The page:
The real story here isn’t that feminist writer Amanda Marcotte is both-sidesing woke extremism. The story here is that Marcotte is acknowledging woke extremism at all. After years of the left shrugging off this entire topic as some kind of right-wing nonsense, it’s quite a change to hear people of Marcotte’s ilk suddenly just admit there’s a real problem there. Still, there’s a certain tone deafness to her sudden interest in nuance.

In our social media-dominated age, nuance is not allowed, and certainly not when it comes to the woke wars. Either you deny there are bullies who use social justice as a fig leaf, or you agree that everyone is in imminent danger of social ruin for forgetting to indicate their pronouns. There’s no room for the boring truth, which is that both sides sometimes have a point and also that both sides are guilty of wild exaggeration.

It’s probably just wishful thinking, but I’d love it if 2023 became the year that we finally say goodbye to all this. Let this be the year of letting go — both of the pressure to fly into a panic over “cancel culture” or to deny that Twitter is rife with jerks who hide their sadism behind a veneer of social justice. This idiotic merry-go-round exists in large part because social media profits handsomely from fights where nobody wins and everybody is wrong. But collectively, we have the power to disengage, and to deprive the woke wars of their power.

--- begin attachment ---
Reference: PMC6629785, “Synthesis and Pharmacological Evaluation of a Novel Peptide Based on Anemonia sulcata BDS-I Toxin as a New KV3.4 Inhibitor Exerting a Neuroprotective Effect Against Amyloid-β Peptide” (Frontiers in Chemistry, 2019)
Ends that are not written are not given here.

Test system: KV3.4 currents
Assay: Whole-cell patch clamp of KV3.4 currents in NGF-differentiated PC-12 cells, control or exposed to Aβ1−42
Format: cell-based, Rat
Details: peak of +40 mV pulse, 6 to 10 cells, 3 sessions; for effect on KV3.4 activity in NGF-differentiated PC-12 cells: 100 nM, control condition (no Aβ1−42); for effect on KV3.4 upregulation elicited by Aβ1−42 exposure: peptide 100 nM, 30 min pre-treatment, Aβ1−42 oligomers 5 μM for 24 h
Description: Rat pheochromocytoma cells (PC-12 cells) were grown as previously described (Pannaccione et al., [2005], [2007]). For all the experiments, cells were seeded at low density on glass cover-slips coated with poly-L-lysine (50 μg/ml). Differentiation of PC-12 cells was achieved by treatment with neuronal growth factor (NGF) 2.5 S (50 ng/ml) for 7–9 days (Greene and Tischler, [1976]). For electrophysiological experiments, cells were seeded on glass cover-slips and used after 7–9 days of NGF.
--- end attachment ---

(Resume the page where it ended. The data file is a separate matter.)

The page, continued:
To put it plainly, Marcotte hasn’t made her name synonymous with nuance. So what’s going on here? Has she suddenly become a more reasonable person as she gets older? Maybe but it seems more likely that it’s dawning on people on the left that smug, angry, judgmental progressives (the woke) have increasingly become an embarrassment to all progressives. As one of the people on the right who has been saying as much for the past 6-7 years, I’ll take the win.

Marcotte also points to this Vox article from earlier this month which contains a similar admission that a lot of very online progressives have become insufferable jerks. [emphasis added]

In October, a woman named Daisey Beaton made a huge mistake: She tweeted about her personal life. “my husband and i wake up every morning and bring our coffee out to our garden and sit and talk for hours,” she wrote. “every morning. it never gets old & we never run out of things to talk to. love him so much.”…

Over the next day, Daisey received all kinds of angry replies: “Who has time to sit and talk for hours everyday? Must be nice,” one woman wrote. “What if we weren’t inherently wealthy and have to work and stuff?” replied another. There were plenty more: “I’m happy for you but it’s just smug, self satisfied bragging if it’s true. Your partner is most likely embarrassed by the tweet, or at least should be.” “I wake up at 6am, shower and go to work for a shift that is a minimum of 10 hours long. This is an unattainable goal for most people.” “You haven’t been married long have you.”…

When I posed the question to Twitter — “What was the most chronically online discourse you saw this year?” — the replies were telling: There was “garden coffee lady.” There was someone likening playing fetch with a dog to abuse. There was, somehow, Anne Frank discourse again. There was a spreadsheet of famous authors next to the reasons they were “problematic” (sample: “John Green: ‘harmful depictions of manic episodes,’ William Shakespeare: ‘misogynistic principles enforced in books’”). There was the accusation that the teen actor in a Netflix series was “queerbaiting” because he … acted in the show (he was eventually forced to come out as bisexual in real life)…